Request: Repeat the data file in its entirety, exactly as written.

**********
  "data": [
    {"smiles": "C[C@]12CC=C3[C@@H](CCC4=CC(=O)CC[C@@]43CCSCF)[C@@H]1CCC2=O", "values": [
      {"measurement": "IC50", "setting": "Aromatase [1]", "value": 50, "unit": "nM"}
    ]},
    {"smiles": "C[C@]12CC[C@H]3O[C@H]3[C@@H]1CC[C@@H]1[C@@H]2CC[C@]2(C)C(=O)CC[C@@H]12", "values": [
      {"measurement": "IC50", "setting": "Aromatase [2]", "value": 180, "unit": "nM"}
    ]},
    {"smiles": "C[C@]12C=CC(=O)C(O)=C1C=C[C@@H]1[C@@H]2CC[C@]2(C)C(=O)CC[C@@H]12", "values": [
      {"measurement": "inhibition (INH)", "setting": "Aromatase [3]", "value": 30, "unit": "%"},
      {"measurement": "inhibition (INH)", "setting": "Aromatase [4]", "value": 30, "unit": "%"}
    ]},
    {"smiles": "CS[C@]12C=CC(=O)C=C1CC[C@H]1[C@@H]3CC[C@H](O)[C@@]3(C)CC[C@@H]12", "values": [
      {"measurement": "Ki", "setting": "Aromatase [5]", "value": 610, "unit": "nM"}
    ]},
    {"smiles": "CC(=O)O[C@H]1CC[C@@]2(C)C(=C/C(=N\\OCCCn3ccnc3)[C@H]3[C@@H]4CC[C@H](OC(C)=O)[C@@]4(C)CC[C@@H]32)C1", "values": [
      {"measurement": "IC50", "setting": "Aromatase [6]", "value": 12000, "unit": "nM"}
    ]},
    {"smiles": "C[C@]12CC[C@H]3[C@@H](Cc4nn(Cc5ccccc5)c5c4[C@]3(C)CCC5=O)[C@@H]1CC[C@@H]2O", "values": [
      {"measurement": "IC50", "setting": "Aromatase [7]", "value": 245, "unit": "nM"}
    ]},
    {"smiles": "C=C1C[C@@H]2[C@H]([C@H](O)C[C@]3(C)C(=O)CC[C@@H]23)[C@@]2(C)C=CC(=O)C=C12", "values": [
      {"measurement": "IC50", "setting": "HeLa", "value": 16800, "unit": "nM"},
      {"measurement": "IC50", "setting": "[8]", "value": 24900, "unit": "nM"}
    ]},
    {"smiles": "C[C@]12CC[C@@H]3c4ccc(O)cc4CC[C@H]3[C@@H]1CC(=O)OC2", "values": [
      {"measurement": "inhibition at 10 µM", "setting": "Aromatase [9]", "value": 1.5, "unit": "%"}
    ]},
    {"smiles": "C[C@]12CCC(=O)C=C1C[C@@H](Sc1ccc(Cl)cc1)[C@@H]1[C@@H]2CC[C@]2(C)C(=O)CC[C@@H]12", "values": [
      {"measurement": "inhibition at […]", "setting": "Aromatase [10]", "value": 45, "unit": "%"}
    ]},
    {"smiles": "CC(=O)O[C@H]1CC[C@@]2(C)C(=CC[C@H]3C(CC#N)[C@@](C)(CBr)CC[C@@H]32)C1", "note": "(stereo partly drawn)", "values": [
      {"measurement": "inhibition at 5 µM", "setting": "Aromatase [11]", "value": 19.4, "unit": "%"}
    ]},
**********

  "data": [
    {"smiles": "C[C@]12CC=C3[C@@H](CCC4=CC(=O)CC[C@@]43CCSCF)[C@@H]1CCC2=O", "values": [
      {"measurement": "IC50", "setting": "Aromatase [1]", "value": 50, "unit": "nM"}
    ]},
    {"smiles": "C[C@]12CC[C@H]3O[C@H]3[C@@H]1CC[C@@H]1[C@@H]2CC[C@]2(C)C(=O)CC[C@@H]12", "values": [
      {"measurement": "IC50", "setting": "Aromatase [2]", "value": 180, "unit": "nM"}
    ]},
    {"smiles": "C[C@]12C=CC(=O)C(O)=C1C=C[C@@H]1[C@@H]2CC[C@]2(C)C(=O)CC[C@@H]12", "values": [
      {"measurement": "inhibition (INH)", "setting": "Aromatase [3]", "value": 30, "unit": "%"},
      {"measurement": "inhibition (INH)", "setting": "Aromatase [4]", "value": 30, "unit": "%"}
    ]},
    {"smiles": "CS[C@]12C=CC(=O)C=C1CC[C@H]1[C@@H]3CC[C@H](O)[C@@]3(C)CC[C@@H]12", "values": [
      {"measurement": "Ki", "setting": "Aromatase [5]", "value": 610, "unit": "nM"}
    ]},
    {"smiles": "CC(=O)O[C@H]1CC[C@@]2(C)C(=C/C(=N\\OCCCn3ccnc3)[C@H]3[C@@H]4CC[C@H](OC(C)=O)[C@@]4(C)CC[C@@H]32)C1", "values": [
      {"measurement": "IC50", "setting": "Aromatase [6]", "value": 12000, "unit": "nM"}
    ]},
    {"smiles": "C[C@]12CC[C@H]3[C@@H](Cc4nn(Cc5ccccc5)c5c4[C@]3(C)CCC5=O)[C@@H]1CC[C@@H]2O", "values": [
      {"measurement": "IC50", "setting": "Aromatase [7]", "value": 245, "unit": "nM"}
    ]},
    {"smiles": "C=C1C[C@@H]2[C@H]([C@H](O)C[C@]3(C)C(=O)CC[C@@H]23)[C@@]2(C)C=CC(=O)C=C12", "values": [
      {"measurement": "IC50", "setting": "HeLa", "value": 16800, "unit": "nM"},
      {"measurement": "IC50", "setting": "[8]", "value": 24900, "unit": "nM"}
    ]},
    {"smiles": "C[C@]12CC[C@@H]3c4ccc(O)cc4CC[C@H]3[C@@H]1CC(=O)OC2", "values": [
      {"measurement": "inhibition at 10 µM", "setting": "Aromatase [9]", "value": 1.5, "unit": "%"}
    ]},
    {"smiles": "C[C@]12CCC(=O)C=C1C[C@@H](Sc1ccc(Cl)cc1)[C@@H]1[C@@H]2CC[C@]2(C)C(=O)CC[C@@H]12", "values": [
      {"measurement": "inhibition at […]", "setting": "Aromatase [10]", "value": 45, "unit": "%"}
    ]},
    {"smiles": "CC(=O)O[C@H]1CC[C@@]2(C)C(=CC[C@H]3C(CC#N)[C@@](C)(CBr)CC[C@@H]32)C1", "note": "(stereo partly drawn)", "values": [
      {"measurement": "inhibition at 5 µM", "setting": "Aromatase [11]", "value": 19.4, "unit": "%"}
    ]},